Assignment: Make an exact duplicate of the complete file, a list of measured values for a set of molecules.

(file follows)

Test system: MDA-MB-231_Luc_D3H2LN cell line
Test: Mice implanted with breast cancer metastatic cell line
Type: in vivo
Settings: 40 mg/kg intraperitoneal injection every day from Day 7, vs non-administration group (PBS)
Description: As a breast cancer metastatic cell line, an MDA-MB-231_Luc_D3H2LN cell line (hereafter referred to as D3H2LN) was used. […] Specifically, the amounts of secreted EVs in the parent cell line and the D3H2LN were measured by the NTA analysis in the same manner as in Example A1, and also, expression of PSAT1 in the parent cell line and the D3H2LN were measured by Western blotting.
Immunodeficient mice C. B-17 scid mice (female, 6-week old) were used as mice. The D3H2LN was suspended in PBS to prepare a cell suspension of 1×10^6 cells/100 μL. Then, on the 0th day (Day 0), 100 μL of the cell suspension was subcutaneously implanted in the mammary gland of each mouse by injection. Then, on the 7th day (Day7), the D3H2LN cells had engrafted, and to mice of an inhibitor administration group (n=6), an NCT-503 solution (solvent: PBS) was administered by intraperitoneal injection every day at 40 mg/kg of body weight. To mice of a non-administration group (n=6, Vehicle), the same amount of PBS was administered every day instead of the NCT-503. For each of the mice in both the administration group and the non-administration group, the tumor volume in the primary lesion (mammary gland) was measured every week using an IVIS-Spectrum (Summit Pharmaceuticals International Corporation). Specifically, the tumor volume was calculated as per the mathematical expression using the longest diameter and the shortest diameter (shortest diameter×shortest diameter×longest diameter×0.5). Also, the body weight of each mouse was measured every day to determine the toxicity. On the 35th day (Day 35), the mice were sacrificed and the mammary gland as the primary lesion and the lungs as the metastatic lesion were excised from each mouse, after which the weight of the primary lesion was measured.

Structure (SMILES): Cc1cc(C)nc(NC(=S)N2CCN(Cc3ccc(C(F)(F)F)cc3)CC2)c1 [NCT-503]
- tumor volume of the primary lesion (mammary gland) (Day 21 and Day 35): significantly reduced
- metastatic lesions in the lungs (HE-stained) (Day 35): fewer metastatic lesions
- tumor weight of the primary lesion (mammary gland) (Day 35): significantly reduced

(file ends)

Test system: MDA-MB-231_Luc_D3H2LN cell line
Test: Mice implanted with breast cancer metastatic cell line
Type: in vivo
Settings: 40 mg/kg intraperitoneal injection every day from Day 7, vs non-administration group (PBS)
Description: As a breast cancer metastatic cell line, an MDA-MB-231_Luc_D3H2LN cell line (hereafter referred to as D3H2LN) was used. […] Specifically, the amounts of secreted EVs in the parent cell line and the D3H2LN were measured by the NTA analysis in the same manner as in Example A1, and also, expression of PSAT1 in the parent cell line and the D3H2LN were measured by Western blotting.
Immunodeficient mice C. B-17 scid mice (female, 6-week old) were used as mice. The D3H2LN was suspended in PBS to prepare a cell suspension of 1×10^6 cells/100 μL. Then, on the 0th day (Day 0), 100 μL of the cell suspension was subcutaneously implanted in the mammary gland of each mouse by injection. Then, on the 7th day (Day7), the D3H2LN cells had engrafted, and to mice of an inhibitor administration group (n=6), an NCT-503 solution (solvent: PBS) was administered by intraperitoneal injection every day at 40 mg/kg of body weight. To mice of a non-administration group (n=6, Vehicle), the same amount of PBS was administered every day instead of the NCT-503. For each of the mice in both the administration group and the non-administration group, the tumor volume in the primary lesion (mammary gland) was measured every week using an IVIS-Spectrum (Summit Pharmaceuticals International Corporation). Specifically, the tumor volume was calculated as per the mathematical expression using the longest diameter and the shortest diameter (shortest diameter×shortest diameter×longest diameter×0.5). Also, the body weight of each mouse was measured every day to determine the toxicity. On the 35th day (Day 35), the mice were sacrificed and the mammary gland as the primary lesion and the lungs as the metastatic lesion were excised from each mouse, after which the weight of the primary lesion was measured.

Structure (SMILES): Cc1cc(C)nc(NC(=S)N2CCN(Cc3ccc(C(F)(F)F)cc3)CC2)c1 [NCT-503]
- tumor volume of the primary lesion (mammary gland) (Day 21 and Day 35): significantly reduced
- metastatic lesions in the lungs (HE-stained) (Day 35): fewer metastatic lesions
- tumor weight of the primary lesion (mammary gland) (Day 35): significantly reduced